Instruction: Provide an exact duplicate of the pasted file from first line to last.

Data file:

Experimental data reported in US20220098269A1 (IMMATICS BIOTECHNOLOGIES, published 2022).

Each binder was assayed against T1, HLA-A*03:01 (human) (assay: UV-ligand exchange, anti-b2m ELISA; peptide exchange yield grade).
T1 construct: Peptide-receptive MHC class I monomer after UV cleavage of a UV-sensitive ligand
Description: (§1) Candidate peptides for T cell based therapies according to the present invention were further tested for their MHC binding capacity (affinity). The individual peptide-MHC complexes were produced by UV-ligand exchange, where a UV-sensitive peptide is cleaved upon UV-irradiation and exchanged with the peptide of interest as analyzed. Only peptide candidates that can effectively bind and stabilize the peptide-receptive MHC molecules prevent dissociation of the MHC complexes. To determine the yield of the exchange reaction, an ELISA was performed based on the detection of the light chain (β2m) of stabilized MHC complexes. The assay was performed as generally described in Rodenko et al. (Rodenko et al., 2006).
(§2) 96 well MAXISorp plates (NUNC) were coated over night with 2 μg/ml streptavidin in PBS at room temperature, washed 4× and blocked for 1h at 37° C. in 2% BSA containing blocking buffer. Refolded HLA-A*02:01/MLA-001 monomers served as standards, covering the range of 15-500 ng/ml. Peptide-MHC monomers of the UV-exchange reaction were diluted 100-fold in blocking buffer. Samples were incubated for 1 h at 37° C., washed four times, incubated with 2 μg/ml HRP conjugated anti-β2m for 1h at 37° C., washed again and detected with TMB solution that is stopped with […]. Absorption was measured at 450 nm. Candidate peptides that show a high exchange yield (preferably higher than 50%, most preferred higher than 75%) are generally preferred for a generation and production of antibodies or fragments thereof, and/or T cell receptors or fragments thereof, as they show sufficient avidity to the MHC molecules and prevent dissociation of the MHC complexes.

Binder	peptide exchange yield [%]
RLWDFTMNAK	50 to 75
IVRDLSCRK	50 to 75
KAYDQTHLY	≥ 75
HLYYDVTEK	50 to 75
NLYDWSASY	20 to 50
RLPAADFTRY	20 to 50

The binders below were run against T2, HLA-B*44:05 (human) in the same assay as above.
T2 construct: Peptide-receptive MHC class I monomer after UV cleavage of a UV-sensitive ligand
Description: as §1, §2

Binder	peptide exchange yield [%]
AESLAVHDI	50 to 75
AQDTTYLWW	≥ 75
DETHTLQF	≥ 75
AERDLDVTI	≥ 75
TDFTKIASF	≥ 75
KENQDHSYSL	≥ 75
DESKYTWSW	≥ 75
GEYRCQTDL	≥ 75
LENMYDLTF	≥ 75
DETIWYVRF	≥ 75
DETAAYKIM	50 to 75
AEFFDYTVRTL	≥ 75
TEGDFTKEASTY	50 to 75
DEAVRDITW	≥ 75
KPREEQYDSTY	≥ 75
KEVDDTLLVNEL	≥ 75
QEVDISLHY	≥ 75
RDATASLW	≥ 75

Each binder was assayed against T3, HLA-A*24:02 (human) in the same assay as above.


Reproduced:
Experimental data reported in US20220098269A1 (IMMATICS BIOTECHNOLOGIES, published 2022).

Each binder was assayed against T1, HLA-A*03:01 (human) (assay: UV-ligand exchange, anti-b2m ELISA; peptide exchange yield grade).
T1 construct: Peptide-receptive MHC class I monomer after UV cleavage of a UV-sensitive ligand
Description: (§1) Candidate peptides for T cell based therapies according to the present invention were further tested for their MHC binding capacity (affinity). The individual peptide-MHC complexes were produced by UV-ligand exchange, where a UV-sensitive peptide is cleaved upon UV-irradiation and exchanged with the peptide of interest as analyzed. Only peptide candidates that can effectively bind and stabilize the peptide-receptive MHC molecules prevent dissociation of the MHC complexes. To determine the yield of the exchange reaction, an ELISA was performed based on the detection of the light chain (β2m) of stabilized MHC complexes. The assay was performed as generally described in Rodenko et al. (Rodenko et al., 2006).
(§2) 96 well MAXISorp plates (NUNC) were coated over night with 2 μg/ml streptavidin in PBS at room temperature, washed 4× and blocked for 1h at 37° C. in 2% BSA containing blocking buffer. Refolded HLA-A*02:01/MLA-001 monomers served as standards, covering the range of 15-500 ng/ml. Peptide-MHC monomers of the UV-exchange reaction were diluted 100-fold in blocking buffer. Samples were incubated for 1 h at 37° C., washed four times, incubated with 2 μg/ml HRP conjugated anti-β2m for 1h at 37° C., washed again and detected with TMB solution that is stopped with […]. Absorption was measured at 450 nm. Candidate peptides that show a high exchange yield (preferably higher than 50%, most preferred higher than 75%) are generally preferred for a generation and production of antibodies or fragments thereof, and/or T cell receptors or fragments thereof, as they show sufficient avidity to the MHC molecules and prevent dissociation of the MHC complexes.

Binder	peptide exchange yield [%]
RLWDFTMNAK	50 to 75
IVRDLSCRK	50 to 75
KAYDQTHLY	≥ 75
HLYYDVTEK	50 to 75
NLYDWSASY	20 to 50
RLPAADFTRY	20 to 50

The binders below were run against T2, HLA-B*44:05 (human) in the same assay as above.
T2 construct: Peptide-receptive MHC class I monomer after UV cleavage of a UV-sensitive ligand
Description: as §1, §2

Binder	peptide exchange yield [%]
AESLAVHDI	50 to 75
AQDTTYLWW	≥ 75
DETHTLQF	≥ 75
AERDLDVTI	≥ 75
TDFTKIASF	≥ 75
KENQDHSYSL	≥ 75
DESKYTWSW	≥ 75
GEYRCQTDL	≥ 75
LENMYDLTF	≥ 75
DETIWYVRF	≥ 75
DETAAYKIM	50 to 75
AEFFDYTVRTL	≥ 75
TEGDFTKEASTY	50 to 75
DEAVRDITW	≥ 75
KPREEQYDSTY	≥ 75
KEVDDTLLVNEL	≥ 75
QEVDISLHY	≥ 75
RDATASLW	≥ 75

Each binder was assayed against T3, HLA-A*24:02 (human) in the same assay as above.